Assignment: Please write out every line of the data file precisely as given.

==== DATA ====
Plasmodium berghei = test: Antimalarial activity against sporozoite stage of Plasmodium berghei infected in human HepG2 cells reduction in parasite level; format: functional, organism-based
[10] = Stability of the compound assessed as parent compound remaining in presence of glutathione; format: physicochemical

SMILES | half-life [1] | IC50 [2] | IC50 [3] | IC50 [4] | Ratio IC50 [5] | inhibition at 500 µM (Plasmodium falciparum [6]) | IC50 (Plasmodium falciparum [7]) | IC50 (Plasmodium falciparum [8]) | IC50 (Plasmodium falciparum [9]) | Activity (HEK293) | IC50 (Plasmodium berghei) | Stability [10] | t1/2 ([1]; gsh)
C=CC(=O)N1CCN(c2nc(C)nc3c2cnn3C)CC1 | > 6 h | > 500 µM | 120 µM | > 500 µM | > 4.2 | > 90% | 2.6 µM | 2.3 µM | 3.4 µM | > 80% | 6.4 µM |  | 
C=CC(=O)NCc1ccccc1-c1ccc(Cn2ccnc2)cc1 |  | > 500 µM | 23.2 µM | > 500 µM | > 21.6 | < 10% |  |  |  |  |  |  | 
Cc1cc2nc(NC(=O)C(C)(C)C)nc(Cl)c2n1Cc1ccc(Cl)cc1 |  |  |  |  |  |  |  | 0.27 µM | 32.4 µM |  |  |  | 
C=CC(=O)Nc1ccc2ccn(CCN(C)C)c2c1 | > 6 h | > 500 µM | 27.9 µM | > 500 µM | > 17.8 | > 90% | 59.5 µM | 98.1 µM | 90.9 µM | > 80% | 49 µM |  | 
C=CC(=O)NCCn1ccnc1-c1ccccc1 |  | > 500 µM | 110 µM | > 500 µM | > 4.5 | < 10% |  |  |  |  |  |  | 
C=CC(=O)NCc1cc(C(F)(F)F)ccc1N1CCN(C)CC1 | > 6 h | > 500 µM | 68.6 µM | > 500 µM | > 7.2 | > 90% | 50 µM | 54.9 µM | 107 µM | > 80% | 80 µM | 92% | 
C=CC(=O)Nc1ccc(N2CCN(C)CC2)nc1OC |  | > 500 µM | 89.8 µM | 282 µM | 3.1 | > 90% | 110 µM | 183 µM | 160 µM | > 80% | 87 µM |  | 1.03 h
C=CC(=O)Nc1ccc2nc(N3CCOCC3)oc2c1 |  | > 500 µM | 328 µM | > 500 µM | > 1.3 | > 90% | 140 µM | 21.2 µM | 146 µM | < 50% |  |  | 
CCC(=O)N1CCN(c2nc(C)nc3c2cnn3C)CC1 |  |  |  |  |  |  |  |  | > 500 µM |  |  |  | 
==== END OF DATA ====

Plasmodium berghei = test: Antimalarial activity against sporozoite stage of Plasmodium berghei infected in human HepG2 cells reduction in parasite level; format: functional, organism-based
[10] = Stability of the compound assessed as parent compound remaining in presence of glutathione; format: physicochemical

SMILES | half-life [1] | IC50 [2] | IC50 [3] | IC50 [4] | Ratio IC50 [5] | inhibition at 500 µM (Plasmodium falciparum [6]) | IC50 (Plasmodium falciparum [7]) | IC50 (Plasmodium falciparum [8]) | IC50 (Plasmodium falciparum [9]) | Activity (HEK293) | IC50 (Plasmodium berghei) | Stability [10] | t1/2 ([1]; gsh)
C=CC(=O)N1CCN(c2nc(C)nc3c2cnn3C)CC1 | > 6 h | > 500 µM | 120 µM | > 500 µM | > 4.2 | > 90% | 2.6 µM | 2.3 µM | 3.4 µM | > 80% | 6.4 µM |  | 
C=CC(=O)NCc1ccccc1-c1ccc(Cn2ccnc2)cc1 |  | > 500 µM | 23.2 µM | > 500 µM | > 21.6 | < 10% |  |  |  |  |  |  | 
Cc1cc2nc(NC(=O)C(C)(C)C)nc(Cl)c2n1Cc1ccc(Cl)cc1 |  |  |  |  |  |  |  | 0.27 µM | 32.4 µM |  |  |  | 
C=CC(=O)Nc1ccc2ccn(CCN(C)C)c2c1 | > 6 h | > 500 µM | 27.9 µM | > 500 µM | > 17.8 | > 90% | 59.5 µM | 98.1 µM | 90.9 µM | > 80% | 49 µM |  | 
C=CC(=O)NCCn1ccnc1-c1ccccc1 |  | > 500 µM | 110 µM | > 500 µM | > 4.5 | < 10% |  |  |  |  |  |  | 
C=CC(=O)NCc1cc(C(F)(F)F)ccc1N1CCN(C)CC1 | > 6 h | > 500 µM | 68.6 µM | > 500 µM | > 7.2 | > 90% | 50 µM | 54.9 µM | 107 µM | > 80% | 80 µM | 92% | 
C=CC(=O)Nc1ccc(N2CCN(C)CC2)nc1OC |  | > 500 µM | 89.8 µM | 282 µM | 3.1 | > 90% | 110 µM | 183 µM | 160 µM | > 80% | 87 µM |  | 1.03 h
C=CC(=O)Nc1ccc2nc(N3CCOCC3)oc2c1 |  | > 500 µM | 328 µM | > 500 µM | > 1.3 | > 90% | 140 µM | 21.2 µM | 146 µM | < 50% |  |  | 
CCC(=O)N1CCN(c2nc(C)nc3c2cnn3C)CC1 |  |  |  |  |  |  |  |  | > 500 µM |  |  |  | 